Olympian Earl Young: A Team for Marrow Donation,

Interview and photos by Jan Osborn.


November is National Marrow Awareness Month. November is used as a time to generate awareness of the network of donor centers around the nation and encourage more people to donate. I had never paid attention to bone marrow transplants until I recently heard Earl Young speaking about how his bone marrow donor saved his life.  If the name Earl Young sounds familiar, it is because Earl at the age of 19, competed at the 1960 Olympics and won a gold medal in the 4 × 400 m relay setting a new world record at 3.02.2. He finished sixth in the 400 m, in a time of 45.9 s that matched the former Olympic Record. At the 1963 Pan American Games Young won gold medals in both 4 × 100 m and 4 × 400 m relays. Seven years ago at the age of 71, Earl visited his doctor for a nagging cough.  During that checkup, Earl learned that he had leukemia and probably only three months to live. I visited with Earl a couple of weeks ago to learn more about his battle with leukemia and how he started a foundation with the primary goal of defeating blood cancer through donor awareness.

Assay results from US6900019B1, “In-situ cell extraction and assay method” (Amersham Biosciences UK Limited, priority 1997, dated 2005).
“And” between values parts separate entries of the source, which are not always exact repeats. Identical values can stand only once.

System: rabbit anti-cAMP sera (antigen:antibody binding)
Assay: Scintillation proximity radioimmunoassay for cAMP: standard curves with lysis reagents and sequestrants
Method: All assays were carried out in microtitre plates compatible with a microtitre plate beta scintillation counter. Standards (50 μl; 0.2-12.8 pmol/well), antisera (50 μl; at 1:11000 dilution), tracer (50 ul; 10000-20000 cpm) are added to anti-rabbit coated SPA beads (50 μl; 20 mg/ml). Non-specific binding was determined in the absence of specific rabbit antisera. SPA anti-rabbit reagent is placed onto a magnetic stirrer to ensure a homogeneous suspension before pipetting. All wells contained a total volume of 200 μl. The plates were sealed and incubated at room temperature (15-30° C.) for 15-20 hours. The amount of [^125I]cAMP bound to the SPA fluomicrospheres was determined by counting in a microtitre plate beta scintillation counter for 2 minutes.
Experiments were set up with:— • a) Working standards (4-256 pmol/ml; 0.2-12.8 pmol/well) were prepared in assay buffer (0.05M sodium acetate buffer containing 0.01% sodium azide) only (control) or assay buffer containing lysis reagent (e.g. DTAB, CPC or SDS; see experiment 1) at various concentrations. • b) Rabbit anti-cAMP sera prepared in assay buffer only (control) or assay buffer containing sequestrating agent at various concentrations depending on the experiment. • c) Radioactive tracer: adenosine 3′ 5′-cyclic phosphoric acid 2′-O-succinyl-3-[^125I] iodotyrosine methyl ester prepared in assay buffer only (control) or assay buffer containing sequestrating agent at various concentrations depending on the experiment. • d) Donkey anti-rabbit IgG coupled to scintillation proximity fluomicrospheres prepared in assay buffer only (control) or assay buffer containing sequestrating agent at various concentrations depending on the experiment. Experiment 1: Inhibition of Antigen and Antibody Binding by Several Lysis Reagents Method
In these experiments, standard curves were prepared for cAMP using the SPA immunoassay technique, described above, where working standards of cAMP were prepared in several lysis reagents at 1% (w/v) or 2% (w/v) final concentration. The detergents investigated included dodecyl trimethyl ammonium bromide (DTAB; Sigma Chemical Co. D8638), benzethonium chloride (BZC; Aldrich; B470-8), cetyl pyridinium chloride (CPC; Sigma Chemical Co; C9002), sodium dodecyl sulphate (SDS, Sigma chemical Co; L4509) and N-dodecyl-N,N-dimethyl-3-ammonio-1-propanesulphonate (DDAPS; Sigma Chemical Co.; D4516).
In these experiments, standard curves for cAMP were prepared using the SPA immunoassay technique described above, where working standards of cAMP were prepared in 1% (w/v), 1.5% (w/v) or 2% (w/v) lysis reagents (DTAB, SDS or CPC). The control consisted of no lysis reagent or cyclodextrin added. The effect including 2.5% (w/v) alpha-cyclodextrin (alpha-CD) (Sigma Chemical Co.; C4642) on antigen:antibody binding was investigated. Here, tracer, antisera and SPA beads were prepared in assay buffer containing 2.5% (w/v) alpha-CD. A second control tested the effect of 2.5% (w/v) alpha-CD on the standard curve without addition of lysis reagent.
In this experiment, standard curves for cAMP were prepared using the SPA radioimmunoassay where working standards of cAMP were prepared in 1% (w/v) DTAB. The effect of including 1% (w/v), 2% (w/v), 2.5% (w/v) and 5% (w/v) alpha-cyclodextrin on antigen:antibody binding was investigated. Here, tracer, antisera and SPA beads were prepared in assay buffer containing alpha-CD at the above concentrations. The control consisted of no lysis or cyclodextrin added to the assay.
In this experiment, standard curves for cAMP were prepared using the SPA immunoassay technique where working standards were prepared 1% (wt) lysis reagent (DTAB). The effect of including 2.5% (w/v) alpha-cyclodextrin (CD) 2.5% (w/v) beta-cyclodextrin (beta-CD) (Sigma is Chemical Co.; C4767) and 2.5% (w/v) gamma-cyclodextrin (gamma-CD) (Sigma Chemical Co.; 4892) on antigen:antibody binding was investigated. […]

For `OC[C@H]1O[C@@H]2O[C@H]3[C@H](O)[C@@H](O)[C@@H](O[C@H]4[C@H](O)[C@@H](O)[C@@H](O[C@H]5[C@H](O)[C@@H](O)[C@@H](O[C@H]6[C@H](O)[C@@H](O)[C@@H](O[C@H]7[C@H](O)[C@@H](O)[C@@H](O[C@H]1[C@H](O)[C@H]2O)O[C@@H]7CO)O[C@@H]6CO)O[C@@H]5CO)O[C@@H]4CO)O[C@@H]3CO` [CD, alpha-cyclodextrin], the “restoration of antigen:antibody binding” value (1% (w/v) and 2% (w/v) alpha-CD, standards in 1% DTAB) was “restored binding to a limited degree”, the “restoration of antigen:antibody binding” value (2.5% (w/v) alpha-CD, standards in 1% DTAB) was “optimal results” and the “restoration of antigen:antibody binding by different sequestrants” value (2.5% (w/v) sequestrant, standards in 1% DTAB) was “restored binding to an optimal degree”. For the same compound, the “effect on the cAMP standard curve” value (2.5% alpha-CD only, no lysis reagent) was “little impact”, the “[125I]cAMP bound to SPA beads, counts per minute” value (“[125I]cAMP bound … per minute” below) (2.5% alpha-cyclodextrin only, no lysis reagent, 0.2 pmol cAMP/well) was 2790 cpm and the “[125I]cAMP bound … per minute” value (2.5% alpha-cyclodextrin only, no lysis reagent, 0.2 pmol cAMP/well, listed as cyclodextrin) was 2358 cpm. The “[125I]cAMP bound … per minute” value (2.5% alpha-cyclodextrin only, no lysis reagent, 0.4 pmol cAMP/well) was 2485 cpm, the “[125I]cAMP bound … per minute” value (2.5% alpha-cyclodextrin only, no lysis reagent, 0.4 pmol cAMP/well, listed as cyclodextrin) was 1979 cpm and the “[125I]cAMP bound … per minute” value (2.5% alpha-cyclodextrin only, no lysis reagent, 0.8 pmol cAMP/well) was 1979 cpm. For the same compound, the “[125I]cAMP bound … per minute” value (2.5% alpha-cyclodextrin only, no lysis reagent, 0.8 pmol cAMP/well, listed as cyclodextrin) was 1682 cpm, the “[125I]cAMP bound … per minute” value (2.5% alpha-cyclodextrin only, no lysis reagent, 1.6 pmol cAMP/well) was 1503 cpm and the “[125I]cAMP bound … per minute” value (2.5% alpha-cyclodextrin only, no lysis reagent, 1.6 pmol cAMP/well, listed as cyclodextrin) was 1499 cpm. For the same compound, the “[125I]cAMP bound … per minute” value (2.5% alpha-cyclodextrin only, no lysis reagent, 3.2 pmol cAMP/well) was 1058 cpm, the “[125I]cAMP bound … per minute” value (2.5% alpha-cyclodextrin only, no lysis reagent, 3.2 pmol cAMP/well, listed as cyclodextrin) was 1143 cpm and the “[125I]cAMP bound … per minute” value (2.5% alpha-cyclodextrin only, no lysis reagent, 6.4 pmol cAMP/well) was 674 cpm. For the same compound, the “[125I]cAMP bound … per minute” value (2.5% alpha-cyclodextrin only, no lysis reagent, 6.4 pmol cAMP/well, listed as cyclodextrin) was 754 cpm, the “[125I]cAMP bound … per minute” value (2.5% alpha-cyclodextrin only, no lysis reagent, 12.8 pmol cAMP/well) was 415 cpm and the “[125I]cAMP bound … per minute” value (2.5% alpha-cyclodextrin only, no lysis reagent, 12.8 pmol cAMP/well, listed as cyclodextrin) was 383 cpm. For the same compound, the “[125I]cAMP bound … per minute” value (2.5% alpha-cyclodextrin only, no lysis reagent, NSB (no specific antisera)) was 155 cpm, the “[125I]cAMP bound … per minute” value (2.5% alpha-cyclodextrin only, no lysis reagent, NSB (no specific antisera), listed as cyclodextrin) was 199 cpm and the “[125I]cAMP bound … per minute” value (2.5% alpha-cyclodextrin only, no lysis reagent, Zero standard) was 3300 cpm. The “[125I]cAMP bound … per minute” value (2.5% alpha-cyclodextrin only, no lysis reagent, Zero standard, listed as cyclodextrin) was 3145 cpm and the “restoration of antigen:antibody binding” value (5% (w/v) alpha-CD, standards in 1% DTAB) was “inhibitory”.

Ed Young running in the 1960 olympic games.

Ed Young running in the 1960 olympic games.

When did you realize you were a gifted runner, and how did that lead to your spot on the 1960 Olympic team?

The story is that when I was born my dad told the doctor, there's my quarter-miler. Dad had been a runner in high school. He could have been a world class athlete, no question had he had the good fortune to go on to college. But he had to go to work and didn't have the opportunity that I had. I've always thought he could have been better than me because he was tougher than me. I can still remember one day in Little League when the coach said for all of us to go out to centerfield and race back to home plate. I remember dad saying, “here's where my son shines.”  His approval was always important. Likewise, there is a certain pride you have in stepping up on that Olympic podium and see your flag go up and hearing your national anthem. That Little League moment is exactly what went through my mind at that time. My family, my school, my friends, my country all are in your thoughts at such a time.

 


How did your Olympic training and healthy lifestyle help when you were diagnosed with leukemia?